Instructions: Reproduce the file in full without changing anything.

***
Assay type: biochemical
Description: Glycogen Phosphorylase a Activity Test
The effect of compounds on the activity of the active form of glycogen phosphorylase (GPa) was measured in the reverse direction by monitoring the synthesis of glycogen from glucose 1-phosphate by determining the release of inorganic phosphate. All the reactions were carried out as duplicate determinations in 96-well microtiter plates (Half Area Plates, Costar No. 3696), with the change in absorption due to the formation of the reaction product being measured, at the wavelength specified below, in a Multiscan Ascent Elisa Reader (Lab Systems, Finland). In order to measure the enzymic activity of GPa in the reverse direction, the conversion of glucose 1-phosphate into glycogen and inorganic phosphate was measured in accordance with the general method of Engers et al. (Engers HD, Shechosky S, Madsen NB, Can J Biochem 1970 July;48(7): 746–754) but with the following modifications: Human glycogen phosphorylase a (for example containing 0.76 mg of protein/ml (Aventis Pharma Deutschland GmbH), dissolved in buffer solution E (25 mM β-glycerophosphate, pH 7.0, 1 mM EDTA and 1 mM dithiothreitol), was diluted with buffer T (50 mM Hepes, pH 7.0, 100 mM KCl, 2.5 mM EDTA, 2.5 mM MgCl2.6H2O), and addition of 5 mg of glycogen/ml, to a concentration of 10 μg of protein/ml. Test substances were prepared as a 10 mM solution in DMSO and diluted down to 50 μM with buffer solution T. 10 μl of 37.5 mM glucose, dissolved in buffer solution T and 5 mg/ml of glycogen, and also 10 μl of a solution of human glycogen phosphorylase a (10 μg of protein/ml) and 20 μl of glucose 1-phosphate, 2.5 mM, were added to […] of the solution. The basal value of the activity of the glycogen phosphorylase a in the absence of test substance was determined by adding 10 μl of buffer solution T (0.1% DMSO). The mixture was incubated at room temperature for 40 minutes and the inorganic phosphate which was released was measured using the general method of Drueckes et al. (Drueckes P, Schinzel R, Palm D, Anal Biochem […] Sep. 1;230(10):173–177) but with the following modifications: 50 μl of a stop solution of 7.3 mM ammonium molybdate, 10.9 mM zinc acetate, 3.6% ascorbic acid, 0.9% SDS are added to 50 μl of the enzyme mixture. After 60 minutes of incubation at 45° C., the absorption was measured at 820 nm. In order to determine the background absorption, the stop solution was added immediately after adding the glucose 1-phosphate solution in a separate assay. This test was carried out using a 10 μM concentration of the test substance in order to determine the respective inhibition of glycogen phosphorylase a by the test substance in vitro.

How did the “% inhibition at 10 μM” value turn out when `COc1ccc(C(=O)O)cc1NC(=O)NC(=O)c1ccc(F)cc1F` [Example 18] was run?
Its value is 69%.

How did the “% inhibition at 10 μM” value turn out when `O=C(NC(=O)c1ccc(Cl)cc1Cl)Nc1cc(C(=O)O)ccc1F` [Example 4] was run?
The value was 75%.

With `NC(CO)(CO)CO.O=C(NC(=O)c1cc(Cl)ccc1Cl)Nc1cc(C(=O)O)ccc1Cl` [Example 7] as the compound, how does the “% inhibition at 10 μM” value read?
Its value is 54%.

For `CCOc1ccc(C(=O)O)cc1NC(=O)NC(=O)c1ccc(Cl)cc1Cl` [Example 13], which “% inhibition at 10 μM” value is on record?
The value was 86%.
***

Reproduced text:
Assay type: biochemical
Description: Glycogen Phosphorylase a Activity Test
The effect of compounds on the activity of the active form of glycogen phosphorylase (GPa) was measured in the reverse direction by monitoring the synthesis of glycogen from glucose 1-phosphate by determining the release of inorganic phosphate. All the reactions were carried out as duplicate determinations in 96-well microtiter plates (Half Area Plates, Costar No. 3696), with the change in absorption due to the formation of the reaction product being measured, at the wavelength specified below, in a Multiscan Ascent Elisa Reader (Lab Systems, Finland). In order to measure the enzymic activity of GPa in the reverse direction, the conversion of glucose 1-phosphate into glycogen and inorganic phosphate was measured in accordance with the general method of Engers et al. (Engers HD, Shechosky S, Madsen NB, Can J Biochem 1970 July;48(7): 746–754) but with the following modifications: Human glycogen phosphorylase a (for example containing 0.76 mg of protein/ml (Aventis Pharma Deutschland GmbH), dissolved in buffer solution E (25 mM β-glycerophosphate, pH 7.0, 1 mM EDTA and 1 mM dithiothreitol), was diluted with buffer T (50 mM Hepes, pH 7.0, 100 mM KCl, 2.5 mM EDTA, 2.5 mM MgCl2.6H2O), and addition of 5 mg of glycogen/ml, to a concentration of 10 μg of protein/ml. Test substances were prepared as a 10 mM solution in DMSO and diluted down to 50 μM with buffer solution T. 10 μl of 37.5 mM glucose, dissolved in buffer solution T and 5 mg/ml of glycogen, and also 10 μl of a solution of human glycogen phosphorylase a (10 μg of protein/ml) and 20 μl of glucose 1-phosphate, 2.5 mM, were added to […] of the solution. The basal value of the activity of the glycogen phosphorylase a in the absence of test substance was determined by adding 10 μl of buffer solution T (0.1% DMSO). The mixture was incubated at room temperature for 40 minutes and the inorganic phosphate which was released was measured using the general method of Drueckes et al. (Drueckes P, Schinzel R, Palm D, Anal Biochem […] Sep. 1;230(10):173–177) but with the following modifications: 50 μl of a stop solution of 7.3 mM ammonium molybdate, 10.9 mM zinc acetate, 3.6% ascorbic acid, 0.9% SDS are added to 50 μl of the enzyme mixture. After 60 minutes of incubation at 45° C., the absorption was measured at 820 nm. In order to determine the background absorption, the stop solution was added immediately after adding the glucose 1-phosphate solution in a separate assay. This test was carried out using a 10 μM concentration of the test substance in order to determine the respective inhibition of glycogen phosphorylase a by the test substance in vitro.

How did the “% inhibition at 10 μM” value turn out when `COc1ccc(C(=O)O)cc1NC(=O)NC(=O)c1ccc(F)cc1F` [Example 18] was run?
Its value is 69%.

How did the “% inhibition at 10 μM” value turn out when `O=C(NC(=O)c1ccc(Cl)cc1Cl)Nc1cc(C(=O)O)ccc1F` [Example 4] was run?
The value was 75%.

With `NC(CO)(CO)CO.O=C(NC(=O)c1cc(Cl)ccc1Cl)Nc1cc(C(=O)O)ccc1Cl` [Example 7] as the compound, how does the “% inhibition at 10 μM” value read?
Its value is 54%.

For `CCOc1ccc(C(=O)O)cc1NC(=O)NC(=O)c1ccc(Cl)cc1Cl` [Example 13], which “% inhibition at 10 μM” value is on record?
The value was 86%.